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Proposed resolution urges Congress to take action on Montana area grizzly bears

Thursday, February 14, 2019
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NPS photo by Neal Herbert

A grizzly bear stares through the trees at Yellowstone National Park in November 2014.

When a federal judge put Yellowstone-area grizzly bears back on the endangered species list last fall, it continued a swirl of conflict among wildlife advocates, Native American tribes, hunters, Yellowstone locals and some state lawmakers.

Montana includes all or part of four grizzly bear recovery zones, created by the U.S. Fish and Wildlife Service in 1993.

Last June, former Interior Sec. Ryan Zinke signaled he’d remove federal protections and allow grizzly hunting in the Greater Yellowstone zone. But wildlife advocates filed a lawsuit, arguing the Yellowstone bears don’t mix with more robust populations near the U.S.-Canada border. The federal court agreed, ruling delisting left Yellowstone grizzlies at risk.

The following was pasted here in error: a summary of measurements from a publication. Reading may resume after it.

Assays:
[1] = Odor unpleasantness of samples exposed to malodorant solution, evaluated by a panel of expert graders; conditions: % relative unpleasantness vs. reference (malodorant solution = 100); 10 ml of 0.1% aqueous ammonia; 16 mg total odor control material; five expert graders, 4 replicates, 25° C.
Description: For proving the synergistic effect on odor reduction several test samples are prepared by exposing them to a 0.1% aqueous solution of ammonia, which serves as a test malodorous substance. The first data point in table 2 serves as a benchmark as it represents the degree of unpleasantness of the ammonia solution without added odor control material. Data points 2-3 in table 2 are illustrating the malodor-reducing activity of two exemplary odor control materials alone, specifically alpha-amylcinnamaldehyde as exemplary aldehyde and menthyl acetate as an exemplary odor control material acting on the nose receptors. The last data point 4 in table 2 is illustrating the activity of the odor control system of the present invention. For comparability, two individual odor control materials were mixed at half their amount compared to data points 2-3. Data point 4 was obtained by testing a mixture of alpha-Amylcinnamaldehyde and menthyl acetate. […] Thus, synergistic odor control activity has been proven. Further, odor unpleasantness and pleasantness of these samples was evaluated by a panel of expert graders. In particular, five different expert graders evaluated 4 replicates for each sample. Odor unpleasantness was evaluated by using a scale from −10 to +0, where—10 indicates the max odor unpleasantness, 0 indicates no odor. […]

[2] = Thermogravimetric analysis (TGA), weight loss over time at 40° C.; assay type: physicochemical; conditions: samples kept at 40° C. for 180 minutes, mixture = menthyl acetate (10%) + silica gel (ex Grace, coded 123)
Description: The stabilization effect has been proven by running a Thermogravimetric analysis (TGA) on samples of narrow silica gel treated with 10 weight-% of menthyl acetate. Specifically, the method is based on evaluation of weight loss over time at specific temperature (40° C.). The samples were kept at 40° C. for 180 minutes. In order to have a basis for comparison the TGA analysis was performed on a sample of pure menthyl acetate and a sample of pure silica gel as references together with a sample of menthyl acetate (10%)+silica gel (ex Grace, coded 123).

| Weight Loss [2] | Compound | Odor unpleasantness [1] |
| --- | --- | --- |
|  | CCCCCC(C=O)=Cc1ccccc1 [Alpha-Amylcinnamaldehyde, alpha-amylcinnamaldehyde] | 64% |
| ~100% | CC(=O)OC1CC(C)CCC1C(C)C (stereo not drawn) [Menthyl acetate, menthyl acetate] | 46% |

Senate Joint Resolution 6 urges Montana’s Congressional Delegation to delist all grizzly bears in the state. The draft resolution argues that enough genetic interchange exists among Montana’s other grizzly recovery zones that they should be considered a “large interbreeding distinct population.” The resolution also argues that both the North Continental Divide and Greater Yellowstone grizzly recovery zones have met their recovery goals.

Under the Endangered Species Acts, listed animals are managed by the federal government. Delisting Montana’s grizzly bears would return management of the animals back to the state and open the possibility of grizzly hunting.

The Senate Fish and Game Committee will hear SJ 6 at 3 p.m. on Thursday, Feb. 14, in Room 422.


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